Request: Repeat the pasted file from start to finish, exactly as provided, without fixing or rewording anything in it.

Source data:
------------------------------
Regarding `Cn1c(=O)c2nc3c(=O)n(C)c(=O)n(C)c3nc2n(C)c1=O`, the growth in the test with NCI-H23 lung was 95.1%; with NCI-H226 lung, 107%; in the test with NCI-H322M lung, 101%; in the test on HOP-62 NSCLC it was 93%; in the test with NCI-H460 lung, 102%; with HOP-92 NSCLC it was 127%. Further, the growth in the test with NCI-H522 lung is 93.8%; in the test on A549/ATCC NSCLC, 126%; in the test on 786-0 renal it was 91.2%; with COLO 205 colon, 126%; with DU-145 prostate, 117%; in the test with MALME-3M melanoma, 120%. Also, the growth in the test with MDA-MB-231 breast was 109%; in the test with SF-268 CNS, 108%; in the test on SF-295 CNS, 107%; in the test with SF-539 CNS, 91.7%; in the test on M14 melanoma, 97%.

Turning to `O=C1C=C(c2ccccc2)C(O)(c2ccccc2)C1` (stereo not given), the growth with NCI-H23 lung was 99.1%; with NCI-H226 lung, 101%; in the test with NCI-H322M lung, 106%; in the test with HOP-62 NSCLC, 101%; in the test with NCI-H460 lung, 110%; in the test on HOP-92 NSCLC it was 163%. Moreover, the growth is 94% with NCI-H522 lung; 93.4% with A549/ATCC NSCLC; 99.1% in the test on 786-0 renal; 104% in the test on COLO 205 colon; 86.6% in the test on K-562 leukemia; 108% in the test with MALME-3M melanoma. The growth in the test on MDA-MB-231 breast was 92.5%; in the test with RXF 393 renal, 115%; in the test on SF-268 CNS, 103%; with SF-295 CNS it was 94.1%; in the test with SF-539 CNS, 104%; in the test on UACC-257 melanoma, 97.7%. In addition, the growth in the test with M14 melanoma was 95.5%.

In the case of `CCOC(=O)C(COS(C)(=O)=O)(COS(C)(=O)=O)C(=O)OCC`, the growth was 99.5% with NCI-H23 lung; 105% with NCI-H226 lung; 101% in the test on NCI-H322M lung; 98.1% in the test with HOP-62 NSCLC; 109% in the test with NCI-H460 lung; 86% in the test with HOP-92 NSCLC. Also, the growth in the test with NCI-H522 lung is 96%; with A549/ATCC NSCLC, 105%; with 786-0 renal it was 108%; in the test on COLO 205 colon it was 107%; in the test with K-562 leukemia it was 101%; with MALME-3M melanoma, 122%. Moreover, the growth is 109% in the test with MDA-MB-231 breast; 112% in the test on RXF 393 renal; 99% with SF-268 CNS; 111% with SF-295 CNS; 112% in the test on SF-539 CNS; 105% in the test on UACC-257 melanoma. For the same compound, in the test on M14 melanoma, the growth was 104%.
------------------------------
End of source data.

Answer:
Regarding `Cn1c(=O)c2nc3c(=O)n(C)c(=O)n(C)c3nc2n(C)c1=O`, the growth in the test with NCI-H23 lung was 95.1%; with NCI-H226 lung, 107%; in the test with NCI-H322M lung, 101%; in the test on HOP-62 NSCLC it was 93%; in the test with NCI-H460 lung, 102%; with HOP-92 NSCLC it was 127%. Further, the growth in the test with NCI-H522 lung is 93.8%; in the test on A549/ATCC NSCLC, 126%; in the test on 786-0 renal it was 91.2%; with COLO 205 colon, 126%; with DU-145 prostate, 117%; in the test with MALME-3M melanoma, 120%. Also, the growth in the test with MDA-MB-231 breast was 109%; in the test with SF-268 CNS, 108%; in the test on SF-295 CNS, 107%; in the test with SF-539 CNS, 91.7%; in the test on M14 melanoma, 97%.

Turning to `O=C1C=C(c2ccccc2)C(O)(c2ccccc2)C1` (stereo not given), the growth with NCI-H23 lung was 99.1%; with NCI-H226 lung, 101%; in the test with NCI-H322M lung, 106%; in the test with HOP-62 NSCLC, 101%; in the test with NCI-H460 lung, 110%; in the test on HOP-92 NSCLC it was 163%. Moreover, the growth is 94% with NCI-H522 lung; 93.4% with A549/ATCC NSCLC; 99.1% in the test on 786-0 renal; 104% in the test on COLO 205 colon; 86.6% in the test on K-562 leukemia; 108% in the test with MALME-3M melanoma. The growth in the test on MDA-MB-231 breast was 92.5%; in the test with RXF 393 renal, 115%; in the test on SF-268 CNS, 103%; with SF-295 CNS it was 94.1%; in the test with SF-539 CNS, 104%; in the test on UACC-257 melanoma, 97.7%. In addition, the growth in the test with M14 melanoma was 95.5%.

In the case of `CCOC(=O)C(COS(C)(=O)=O)(COS(C)(=O)=O)C(=O)OCC`, the growth was 99.5% with NCI-H23 lung; 105% with NCI-H226 lung; 101% in the test on NCI-H322M lung; 98.1% in the test with HOP-62 NSCLC; 109% in the test with NCI-H460 lung; 86% in the test with HOP-92 NSCLC. Also, the growth in the test with NCI-H522 lung is 96%; with A549/ATCC NSCLC, 105%; with 786-0 renal it was 108%; in the test on COLO 205 colon it was 107%; in the test with K-562 leukemia it was 101%; with MALME-3M melanoma, 122%. Moreover, the growth is 109% in the test with MDA-MB-231 breast; 112% in the test on RXF 393 renal; 99% with SF-268 CNS; 111% with SF-295 CNS; 112% in the test on SF-539 CNS; 105% in the test on UACC-257 melanoma. For the same compound, in the test on M14 melanoma, the growth was 104%.